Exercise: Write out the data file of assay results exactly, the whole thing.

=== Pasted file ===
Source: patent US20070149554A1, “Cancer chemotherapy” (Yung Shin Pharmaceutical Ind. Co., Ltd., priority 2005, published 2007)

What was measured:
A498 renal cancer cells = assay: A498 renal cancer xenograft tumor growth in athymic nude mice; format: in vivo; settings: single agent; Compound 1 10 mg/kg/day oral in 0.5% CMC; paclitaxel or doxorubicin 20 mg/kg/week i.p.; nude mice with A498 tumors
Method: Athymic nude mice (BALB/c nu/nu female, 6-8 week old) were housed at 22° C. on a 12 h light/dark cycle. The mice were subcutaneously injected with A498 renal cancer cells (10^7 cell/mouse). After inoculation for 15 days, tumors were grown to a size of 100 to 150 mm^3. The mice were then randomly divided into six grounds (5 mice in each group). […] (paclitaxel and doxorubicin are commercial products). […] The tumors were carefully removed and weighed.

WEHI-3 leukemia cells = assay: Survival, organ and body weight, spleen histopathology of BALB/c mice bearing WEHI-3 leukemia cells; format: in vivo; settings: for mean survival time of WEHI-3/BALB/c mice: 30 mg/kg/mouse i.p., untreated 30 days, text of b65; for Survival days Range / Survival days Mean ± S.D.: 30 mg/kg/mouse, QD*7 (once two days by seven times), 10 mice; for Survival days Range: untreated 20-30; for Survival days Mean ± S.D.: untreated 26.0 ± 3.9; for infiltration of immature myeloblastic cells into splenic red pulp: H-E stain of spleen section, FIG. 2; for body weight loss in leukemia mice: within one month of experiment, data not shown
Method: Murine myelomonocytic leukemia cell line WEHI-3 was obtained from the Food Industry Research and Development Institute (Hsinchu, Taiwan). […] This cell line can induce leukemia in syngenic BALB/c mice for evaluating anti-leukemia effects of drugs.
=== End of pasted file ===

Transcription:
Source: patent US20070149554A1, “Cancer chemotherapy” (Yung Shin Pharmaceutical Ind. Co., Ltd., priority 2005, published 2007)

What was measured:
A498 renal cancer cells = assay: A498 renal cancer xenograft tumor growth in athymic nude mice; format: in vivo; settings: single agent; Compound 1 10 mg/kg/day oral in 0.5% CMC; paclitaxel or doxorubicin 20 mg/kg/week i.p.; nude mice with A498 tumors
Method: Athymic nude mice (BALB/c nu/nu female, 6-8 week old) were housed at 22° C. on a 12 h light/dark cycle. The mice were subcutaneously injected with A498 renal cancer cells (10^7 cell/mouse). After inoculation for 15 days, tumors were grown to a size of 100 to 150 mm^3. The mice were then randomly divided into six grounds (5 mice in each group). […] (paclitaxel and doxorubicin are commercial products). […] The tumors were carefully removed and weighed.

WEHI-3 leukemia cells = assay: Survival, organ and body weight, spleen histopathology of BALB/c mice bearing WEHI-3 leukemia cells; format: in vivo; settings: for mean survival time of WEHI-3/BALB/c mice: 30 mg/kg/mouse i.p., untreated 30 days, text of b65; for Survival days Range / Survival days Mean ± S.D.: 30 mg/kg/mouse, QD*7 (once two days by seven times), 10 mice; for Survival days Range: untreated 20-30; for Survival days Mean ± S.D.: untreated 26.0 ± 3.9; for infiltration of immature myeloblastic cells into splenic red pulp: H-E stain of spleen section, FIG. 2; for body weight loss in leukemia mice: within one month of experiment, data not shown
Method: Murine myelomonocytic leukemia cell line WEHI-3 was obtained from the Food Industry Research and Development Institute (Hsinchu, Taiwan). […] This cell line can induce leukemia in syngenic BALB/c mice for evaluating anti-leukemia effects of drugs.